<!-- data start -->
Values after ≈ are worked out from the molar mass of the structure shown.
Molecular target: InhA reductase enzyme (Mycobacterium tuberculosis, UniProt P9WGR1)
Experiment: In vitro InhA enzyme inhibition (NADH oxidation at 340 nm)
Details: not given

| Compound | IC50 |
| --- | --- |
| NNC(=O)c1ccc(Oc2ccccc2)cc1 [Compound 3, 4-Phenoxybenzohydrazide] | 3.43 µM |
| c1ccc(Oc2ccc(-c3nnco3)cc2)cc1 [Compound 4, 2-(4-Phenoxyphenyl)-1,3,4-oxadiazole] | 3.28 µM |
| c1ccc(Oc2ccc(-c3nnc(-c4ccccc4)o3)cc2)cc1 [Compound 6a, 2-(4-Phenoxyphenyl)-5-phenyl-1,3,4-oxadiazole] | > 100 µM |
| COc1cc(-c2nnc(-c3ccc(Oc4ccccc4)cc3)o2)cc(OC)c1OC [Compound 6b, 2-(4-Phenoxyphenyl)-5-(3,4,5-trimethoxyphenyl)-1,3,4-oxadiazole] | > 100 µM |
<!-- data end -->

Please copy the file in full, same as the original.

Values after ≈ are worked out from the molar mass of the structure shown.
Molecular target: InhA reductase enzyme (Mycobacterium tuberculosis, UniProt P9WGR1)
Experiment: In vitro InhA enzyme inhibition (NADH oxidation at 340 nm)
Details: not given

| Compound | IC50 |
| --- | --- |
| NNC(=O)c1ccc(Oc2ccccc2)cc1 [Compound 3, 4-Phenoxybenzohydrazide] | 3.43 µM |
| c1ccc(Oc2ccc(-c3nnco3)cc2)cc1 [Compound 4, 2-(4-Phenoxyphenyl)-1,3,4-oxadiazole] | 3.28 µM |
| c1ccc(Oc2ccc(-c3nnc(-c4ccccc4)o3)cc2)cc1 [Compound 6a, 2-(4-Phenoxyphenyl)-5-phenyl-1,3,4-oxadiazole] | > 100 µM |
| COc1cc(-c2nnc(-c3ccc(Oc4ccccc4)cc3)o2)cc(OC)c1OC [Compound 6b, 2-(4-Phenoxyphenyl)-5-(3,4,5-trimethoxyphenyl)-1,3,4-oxadiazole] | > 100 µM |